The 5280 Fifty
We rank the Mile High City's most influential powerbrokers in our primer on who's running Denver. Plus: A look at whose stars are rising—and whose stock is plummeting.
At one time, Dobson was one of the most powerful evangelical Christian leaders in the country; today, after stepping down as the chairman of Focus on the Family and leaving his radio show, the 73-year-old has talked himself into irrelevancy.
Football Coach, University of Colorado
At the beginning of last season, Hawkins proclaimed that he'd lead the Buffaloes to "10 wins, no excuses." After a rash of injuries—and several top players leaving the program—the team barely squeaked out three measly wins, bringing Hawkins' record on the gridiron to 16-33 over the past four years. One likely factor in why he still holds a clipboard is that CU didn't want to drop $3.1 million to buy out his contract.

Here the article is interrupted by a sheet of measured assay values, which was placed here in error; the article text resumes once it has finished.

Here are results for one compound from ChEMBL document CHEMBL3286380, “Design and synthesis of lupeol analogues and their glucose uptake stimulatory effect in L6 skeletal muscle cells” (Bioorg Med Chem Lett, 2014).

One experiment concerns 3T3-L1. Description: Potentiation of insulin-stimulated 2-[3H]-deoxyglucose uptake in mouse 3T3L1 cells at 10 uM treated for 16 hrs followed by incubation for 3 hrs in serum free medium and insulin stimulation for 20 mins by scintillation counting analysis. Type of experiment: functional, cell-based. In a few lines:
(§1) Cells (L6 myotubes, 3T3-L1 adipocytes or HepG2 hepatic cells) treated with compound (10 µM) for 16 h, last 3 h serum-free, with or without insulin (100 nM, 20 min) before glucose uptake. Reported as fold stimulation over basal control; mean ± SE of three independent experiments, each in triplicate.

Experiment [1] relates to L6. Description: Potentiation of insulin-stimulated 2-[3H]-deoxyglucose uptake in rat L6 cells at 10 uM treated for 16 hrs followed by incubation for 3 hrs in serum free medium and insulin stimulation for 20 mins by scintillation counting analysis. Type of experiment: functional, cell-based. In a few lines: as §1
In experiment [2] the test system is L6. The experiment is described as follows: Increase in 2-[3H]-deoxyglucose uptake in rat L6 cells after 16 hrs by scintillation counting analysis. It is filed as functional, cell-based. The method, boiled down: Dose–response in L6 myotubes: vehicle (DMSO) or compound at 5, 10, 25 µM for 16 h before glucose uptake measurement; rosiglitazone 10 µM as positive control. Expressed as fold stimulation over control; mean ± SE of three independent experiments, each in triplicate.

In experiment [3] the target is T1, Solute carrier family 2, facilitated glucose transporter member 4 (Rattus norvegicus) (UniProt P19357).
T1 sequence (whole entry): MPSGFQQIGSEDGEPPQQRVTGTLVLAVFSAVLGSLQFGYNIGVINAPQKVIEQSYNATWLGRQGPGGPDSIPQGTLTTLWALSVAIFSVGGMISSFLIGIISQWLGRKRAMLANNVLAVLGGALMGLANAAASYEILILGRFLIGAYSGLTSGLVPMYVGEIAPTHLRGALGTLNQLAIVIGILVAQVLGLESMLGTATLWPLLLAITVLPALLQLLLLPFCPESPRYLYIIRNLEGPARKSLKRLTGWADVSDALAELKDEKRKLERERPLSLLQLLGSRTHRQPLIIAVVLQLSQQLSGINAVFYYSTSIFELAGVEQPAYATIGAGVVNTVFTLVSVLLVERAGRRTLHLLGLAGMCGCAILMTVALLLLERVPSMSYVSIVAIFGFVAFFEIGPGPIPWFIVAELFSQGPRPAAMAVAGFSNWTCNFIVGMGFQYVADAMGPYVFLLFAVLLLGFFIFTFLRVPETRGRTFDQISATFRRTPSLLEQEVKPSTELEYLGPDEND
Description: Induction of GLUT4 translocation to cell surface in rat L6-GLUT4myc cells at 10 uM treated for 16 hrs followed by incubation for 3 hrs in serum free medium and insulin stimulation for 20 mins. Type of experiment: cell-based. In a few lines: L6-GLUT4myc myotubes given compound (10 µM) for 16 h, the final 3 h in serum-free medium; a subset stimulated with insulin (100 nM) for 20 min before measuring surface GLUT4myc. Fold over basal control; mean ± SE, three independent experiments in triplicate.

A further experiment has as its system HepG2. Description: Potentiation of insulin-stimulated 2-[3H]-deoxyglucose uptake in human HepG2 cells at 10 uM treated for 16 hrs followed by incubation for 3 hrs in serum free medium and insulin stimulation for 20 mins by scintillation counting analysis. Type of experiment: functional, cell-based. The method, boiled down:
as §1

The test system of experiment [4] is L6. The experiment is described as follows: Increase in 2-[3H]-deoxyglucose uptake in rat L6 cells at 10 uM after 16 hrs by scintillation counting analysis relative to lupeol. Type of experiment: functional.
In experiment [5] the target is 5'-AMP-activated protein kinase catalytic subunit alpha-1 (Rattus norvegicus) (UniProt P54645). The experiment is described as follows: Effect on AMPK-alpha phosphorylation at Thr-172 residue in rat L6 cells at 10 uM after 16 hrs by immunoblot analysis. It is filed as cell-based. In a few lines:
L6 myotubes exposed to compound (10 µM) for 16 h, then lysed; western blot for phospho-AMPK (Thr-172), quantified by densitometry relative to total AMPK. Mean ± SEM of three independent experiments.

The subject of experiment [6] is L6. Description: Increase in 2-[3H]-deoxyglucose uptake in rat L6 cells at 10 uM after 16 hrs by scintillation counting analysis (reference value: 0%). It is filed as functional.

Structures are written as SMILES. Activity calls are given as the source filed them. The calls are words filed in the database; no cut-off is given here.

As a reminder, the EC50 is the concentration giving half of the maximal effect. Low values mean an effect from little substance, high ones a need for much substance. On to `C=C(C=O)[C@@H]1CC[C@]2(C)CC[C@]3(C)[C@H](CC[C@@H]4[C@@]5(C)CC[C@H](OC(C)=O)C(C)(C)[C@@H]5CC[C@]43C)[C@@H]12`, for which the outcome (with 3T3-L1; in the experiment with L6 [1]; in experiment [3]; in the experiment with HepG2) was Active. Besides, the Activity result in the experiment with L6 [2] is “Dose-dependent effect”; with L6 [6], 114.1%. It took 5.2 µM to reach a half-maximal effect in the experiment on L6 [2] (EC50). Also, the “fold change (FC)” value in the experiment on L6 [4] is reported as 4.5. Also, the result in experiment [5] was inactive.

The consumer advocate—whose referral can be bought for a mere $3,000—was shown as the bombastic blowhard he is last year, after local stand-up Adam Cayton-Holland filmed a withering, hilarious YouTube take-down.
Aspiring Public Official
The former speaker of the House wunderkind has looked lost since being term-limited out of his seat a year ago; Romanoff was passed over for both the secretary of state and Senate positions. Challenging Michael Bennet in a party-damaging primary reads as a petulant ego trip.
Former Editor, Publisher, and President, Rocky Mountain News
He used his Rocky to wield his agenda and satiate his ravenous ego. With the paper no more, Temple is revealed to all (but himself) as a mere mortal with an out-of-town consulting gig and semi-consequential media blog.